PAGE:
Mohammad Mehdi Sabet Rostami is from Behshahr, a town in the North of Iran. He was a soldier in Iran-Iraq war in 1982 when he was taken as a prisoner of war by Iraqi forces. He was in Iraqi POW camps until 1988. He used to write letters to his family in Iran during those six years.
“We had no news of Mohammad Mehdi from 1988 to 2003,” his brother Hossein Sabet Rostami says. “In 2003, some defectors of the group told us that Mohammad Mehdi was in the Mujahedin Khalq (MKO/ MEK/ PMOI/ Cult of Rajavi).”
Mohammad Mehdi had been deceived to move to Camp Ashraf by the MEK recruiters who used to commute the POW camps of Iraq to recruit members. The MEK was the private army of Saddam Hussein before his collapse by the American invasion.
The Sabet Rostami family traveled to Iraq to visit Mohammad Mehdi at Camp Ashraf, in 2004. “We waited the whole day to get permission to meet my brother,” Hossein says. “Finally, we were only allowed to visit him for half an hour under the strict supervision of other members and commanders of the group.”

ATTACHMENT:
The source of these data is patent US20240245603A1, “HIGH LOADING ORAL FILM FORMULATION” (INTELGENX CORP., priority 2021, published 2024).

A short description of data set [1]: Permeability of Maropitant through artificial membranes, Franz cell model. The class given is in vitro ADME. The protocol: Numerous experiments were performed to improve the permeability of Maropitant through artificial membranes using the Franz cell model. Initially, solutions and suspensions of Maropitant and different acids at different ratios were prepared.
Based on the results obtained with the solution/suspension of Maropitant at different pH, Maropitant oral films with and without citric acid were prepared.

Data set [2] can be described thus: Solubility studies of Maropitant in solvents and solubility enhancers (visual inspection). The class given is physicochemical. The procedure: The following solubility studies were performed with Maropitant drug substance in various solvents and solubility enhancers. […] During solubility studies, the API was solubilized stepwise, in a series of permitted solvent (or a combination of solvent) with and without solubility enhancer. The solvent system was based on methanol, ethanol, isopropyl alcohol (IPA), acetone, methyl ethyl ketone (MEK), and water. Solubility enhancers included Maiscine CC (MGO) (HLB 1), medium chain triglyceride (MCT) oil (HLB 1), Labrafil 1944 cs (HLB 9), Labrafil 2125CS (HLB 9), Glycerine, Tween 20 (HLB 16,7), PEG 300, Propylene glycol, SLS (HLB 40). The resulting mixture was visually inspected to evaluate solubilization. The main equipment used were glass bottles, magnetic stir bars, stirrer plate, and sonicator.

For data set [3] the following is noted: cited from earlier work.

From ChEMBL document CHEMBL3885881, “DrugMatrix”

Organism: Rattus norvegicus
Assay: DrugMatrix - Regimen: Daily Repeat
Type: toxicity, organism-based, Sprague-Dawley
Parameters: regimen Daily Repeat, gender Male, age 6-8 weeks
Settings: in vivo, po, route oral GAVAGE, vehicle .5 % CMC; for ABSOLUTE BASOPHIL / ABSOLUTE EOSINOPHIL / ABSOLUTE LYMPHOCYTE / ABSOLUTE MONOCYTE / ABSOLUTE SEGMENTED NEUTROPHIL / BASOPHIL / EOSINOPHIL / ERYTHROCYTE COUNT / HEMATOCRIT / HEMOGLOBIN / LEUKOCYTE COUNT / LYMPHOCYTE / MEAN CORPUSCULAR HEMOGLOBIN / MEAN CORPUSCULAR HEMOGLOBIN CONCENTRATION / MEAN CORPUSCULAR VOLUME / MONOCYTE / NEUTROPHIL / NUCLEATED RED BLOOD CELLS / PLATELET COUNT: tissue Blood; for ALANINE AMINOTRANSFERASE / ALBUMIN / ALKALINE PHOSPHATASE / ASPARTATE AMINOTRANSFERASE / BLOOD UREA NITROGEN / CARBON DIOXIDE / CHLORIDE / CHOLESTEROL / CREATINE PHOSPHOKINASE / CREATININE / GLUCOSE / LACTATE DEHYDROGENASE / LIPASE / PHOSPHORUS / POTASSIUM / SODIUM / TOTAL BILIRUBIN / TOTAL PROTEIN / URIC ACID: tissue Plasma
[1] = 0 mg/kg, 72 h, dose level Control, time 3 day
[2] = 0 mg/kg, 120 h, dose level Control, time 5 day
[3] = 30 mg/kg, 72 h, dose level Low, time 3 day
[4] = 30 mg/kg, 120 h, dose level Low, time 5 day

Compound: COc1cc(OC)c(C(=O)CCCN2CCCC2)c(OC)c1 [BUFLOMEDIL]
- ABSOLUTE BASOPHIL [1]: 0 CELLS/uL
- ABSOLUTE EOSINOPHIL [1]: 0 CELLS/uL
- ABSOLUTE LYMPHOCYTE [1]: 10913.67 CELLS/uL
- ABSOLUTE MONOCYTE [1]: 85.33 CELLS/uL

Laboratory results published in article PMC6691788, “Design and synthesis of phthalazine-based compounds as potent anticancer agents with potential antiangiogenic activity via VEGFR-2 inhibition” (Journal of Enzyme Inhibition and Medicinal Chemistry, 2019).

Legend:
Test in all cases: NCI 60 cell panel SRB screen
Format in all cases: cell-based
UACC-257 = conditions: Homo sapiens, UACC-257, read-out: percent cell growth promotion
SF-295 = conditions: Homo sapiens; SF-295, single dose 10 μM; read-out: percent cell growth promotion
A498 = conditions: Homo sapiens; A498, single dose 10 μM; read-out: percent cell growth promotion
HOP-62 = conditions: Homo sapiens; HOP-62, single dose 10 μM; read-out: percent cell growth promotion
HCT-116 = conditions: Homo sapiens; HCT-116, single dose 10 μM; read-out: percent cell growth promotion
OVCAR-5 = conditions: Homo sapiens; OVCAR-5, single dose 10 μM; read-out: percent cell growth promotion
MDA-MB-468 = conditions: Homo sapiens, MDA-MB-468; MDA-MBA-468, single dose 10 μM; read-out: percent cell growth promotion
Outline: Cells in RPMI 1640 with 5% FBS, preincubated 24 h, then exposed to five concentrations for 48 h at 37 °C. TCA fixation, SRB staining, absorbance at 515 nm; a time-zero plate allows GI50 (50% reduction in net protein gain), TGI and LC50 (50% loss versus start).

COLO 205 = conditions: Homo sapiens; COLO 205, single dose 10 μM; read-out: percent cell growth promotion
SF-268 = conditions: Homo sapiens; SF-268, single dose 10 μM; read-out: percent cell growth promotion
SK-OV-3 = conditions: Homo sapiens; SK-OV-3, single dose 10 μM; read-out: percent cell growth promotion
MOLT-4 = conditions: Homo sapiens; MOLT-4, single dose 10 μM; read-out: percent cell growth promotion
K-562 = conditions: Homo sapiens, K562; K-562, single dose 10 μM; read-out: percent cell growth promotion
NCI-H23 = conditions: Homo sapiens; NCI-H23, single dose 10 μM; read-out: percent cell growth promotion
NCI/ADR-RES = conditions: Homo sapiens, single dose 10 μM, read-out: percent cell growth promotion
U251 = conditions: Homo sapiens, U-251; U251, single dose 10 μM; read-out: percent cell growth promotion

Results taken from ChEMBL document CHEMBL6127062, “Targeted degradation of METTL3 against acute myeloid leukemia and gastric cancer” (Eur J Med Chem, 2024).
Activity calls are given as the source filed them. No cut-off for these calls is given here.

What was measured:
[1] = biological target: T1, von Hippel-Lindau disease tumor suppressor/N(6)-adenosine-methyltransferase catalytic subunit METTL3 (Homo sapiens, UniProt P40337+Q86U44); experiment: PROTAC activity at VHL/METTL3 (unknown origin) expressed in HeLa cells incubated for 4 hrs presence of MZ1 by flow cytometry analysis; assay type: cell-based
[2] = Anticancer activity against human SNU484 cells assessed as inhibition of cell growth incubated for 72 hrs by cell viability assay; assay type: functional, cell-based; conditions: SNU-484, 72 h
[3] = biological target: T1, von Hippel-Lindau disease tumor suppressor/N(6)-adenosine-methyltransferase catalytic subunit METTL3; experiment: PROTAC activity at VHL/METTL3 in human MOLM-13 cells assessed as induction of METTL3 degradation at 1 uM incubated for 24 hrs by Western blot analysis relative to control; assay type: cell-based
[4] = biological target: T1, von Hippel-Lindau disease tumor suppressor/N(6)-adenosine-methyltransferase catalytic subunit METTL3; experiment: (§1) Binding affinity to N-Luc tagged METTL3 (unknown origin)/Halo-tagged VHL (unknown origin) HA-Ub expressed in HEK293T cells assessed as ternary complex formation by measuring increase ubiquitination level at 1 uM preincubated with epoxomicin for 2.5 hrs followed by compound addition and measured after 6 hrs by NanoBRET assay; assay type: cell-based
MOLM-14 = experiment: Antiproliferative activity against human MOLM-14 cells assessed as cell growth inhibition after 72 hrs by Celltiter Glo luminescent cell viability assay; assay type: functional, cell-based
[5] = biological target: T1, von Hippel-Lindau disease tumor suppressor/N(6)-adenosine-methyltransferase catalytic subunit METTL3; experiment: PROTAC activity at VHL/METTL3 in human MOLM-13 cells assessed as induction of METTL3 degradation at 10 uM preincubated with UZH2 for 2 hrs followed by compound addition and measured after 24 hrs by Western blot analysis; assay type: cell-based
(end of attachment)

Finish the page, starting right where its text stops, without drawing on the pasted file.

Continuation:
Since then, Hossein and his parents have not been able to meet Mohammad Mehdi. “In 2010 we went to Camp Ashraf, Iraq three times,” Hossein says. “The camp authorities did not allow us to visit my brother. This was the right of my parents to see their son but they were deprived of their right.”
Hossein Sabet Rostami and his parents have taken a lot of actions in order to find a way to meet Mohammad Mehdi. They have written several letters to the Albanian authorities since the group has been relocated in Albania. They frequently send text and video massages addressing their beloved one who is a hostage in the Cult of Rajavi in Albania as well as the leaders of the cult. Nejat Society publishes the messages in the hope that Mohammad Mehdi might see them sometime.
“Why can’t my brother choose for his own life?” Hossein wonders in his last message. “Why can’t he call his family? Why don’t leaders of the Cult of Rajavi respond to our requests? My elderly parents are sick and tired of waiting for the day they will be able to see their beloved son in the free world after forty years of imprisonment.”